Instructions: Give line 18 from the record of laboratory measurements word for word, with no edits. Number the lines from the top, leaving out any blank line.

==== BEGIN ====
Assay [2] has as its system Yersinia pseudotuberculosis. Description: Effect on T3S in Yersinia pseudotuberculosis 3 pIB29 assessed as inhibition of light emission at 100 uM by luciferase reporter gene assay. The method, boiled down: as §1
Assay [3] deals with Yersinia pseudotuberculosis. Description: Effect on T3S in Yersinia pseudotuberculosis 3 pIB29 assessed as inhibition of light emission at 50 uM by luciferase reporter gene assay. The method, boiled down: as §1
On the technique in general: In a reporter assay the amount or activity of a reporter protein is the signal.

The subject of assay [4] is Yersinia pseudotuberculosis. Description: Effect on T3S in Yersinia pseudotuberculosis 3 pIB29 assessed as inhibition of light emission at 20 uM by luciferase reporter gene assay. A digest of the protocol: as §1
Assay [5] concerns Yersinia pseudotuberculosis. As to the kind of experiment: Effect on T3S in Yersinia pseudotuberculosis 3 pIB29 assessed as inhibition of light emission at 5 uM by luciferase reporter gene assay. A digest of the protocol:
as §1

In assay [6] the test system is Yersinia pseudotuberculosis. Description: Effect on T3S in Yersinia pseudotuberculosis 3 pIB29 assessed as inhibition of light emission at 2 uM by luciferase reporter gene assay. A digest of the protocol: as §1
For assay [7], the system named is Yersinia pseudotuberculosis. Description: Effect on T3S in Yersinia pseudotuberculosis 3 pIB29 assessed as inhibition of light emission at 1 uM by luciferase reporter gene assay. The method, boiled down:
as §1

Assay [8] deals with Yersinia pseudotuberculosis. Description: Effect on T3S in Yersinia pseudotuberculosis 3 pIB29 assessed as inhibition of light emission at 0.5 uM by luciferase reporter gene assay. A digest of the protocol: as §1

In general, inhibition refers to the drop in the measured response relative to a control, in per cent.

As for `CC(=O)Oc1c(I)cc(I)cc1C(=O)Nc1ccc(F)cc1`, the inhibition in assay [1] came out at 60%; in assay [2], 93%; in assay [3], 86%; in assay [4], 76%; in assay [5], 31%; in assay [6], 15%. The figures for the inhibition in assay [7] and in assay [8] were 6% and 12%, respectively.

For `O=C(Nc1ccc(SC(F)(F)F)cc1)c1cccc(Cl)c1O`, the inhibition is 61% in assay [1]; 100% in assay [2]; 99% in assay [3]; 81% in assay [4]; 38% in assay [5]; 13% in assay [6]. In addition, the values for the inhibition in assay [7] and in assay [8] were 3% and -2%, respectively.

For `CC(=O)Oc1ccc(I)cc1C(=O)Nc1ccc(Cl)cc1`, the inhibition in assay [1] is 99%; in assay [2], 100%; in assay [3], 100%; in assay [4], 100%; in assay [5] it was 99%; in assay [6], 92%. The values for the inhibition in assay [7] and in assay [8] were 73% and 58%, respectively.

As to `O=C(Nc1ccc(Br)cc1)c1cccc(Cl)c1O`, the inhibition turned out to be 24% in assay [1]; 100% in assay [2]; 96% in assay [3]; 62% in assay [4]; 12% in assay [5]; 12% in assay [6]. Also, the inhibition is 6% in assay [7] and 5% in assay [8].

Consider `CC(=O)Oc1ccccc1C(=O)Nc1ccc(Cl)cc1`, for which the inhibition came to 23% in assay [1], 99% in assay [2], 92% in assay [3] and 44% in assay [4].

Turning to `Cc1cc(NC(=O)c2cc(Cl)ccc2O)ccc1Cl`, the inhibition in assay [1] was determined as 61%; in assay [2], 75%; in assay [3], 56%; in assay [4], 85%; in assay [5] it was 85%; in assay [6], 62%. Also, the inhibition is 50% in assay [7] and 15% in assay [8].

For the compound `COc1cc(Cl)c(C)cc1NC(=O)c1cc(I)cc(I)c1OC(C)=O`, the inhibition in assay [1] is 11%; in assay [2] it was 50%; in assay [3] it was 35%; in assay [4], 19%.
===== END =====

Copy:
For the compound `COc1cc(Cl)c(C)cc1NC(=O)c1cc(I)cc(I)c1OC(C)=O`, the inhibition in assay [1] is 11%; in assay [2] it was 50%; in assay [3] it was 35%; in assay [4], 19%.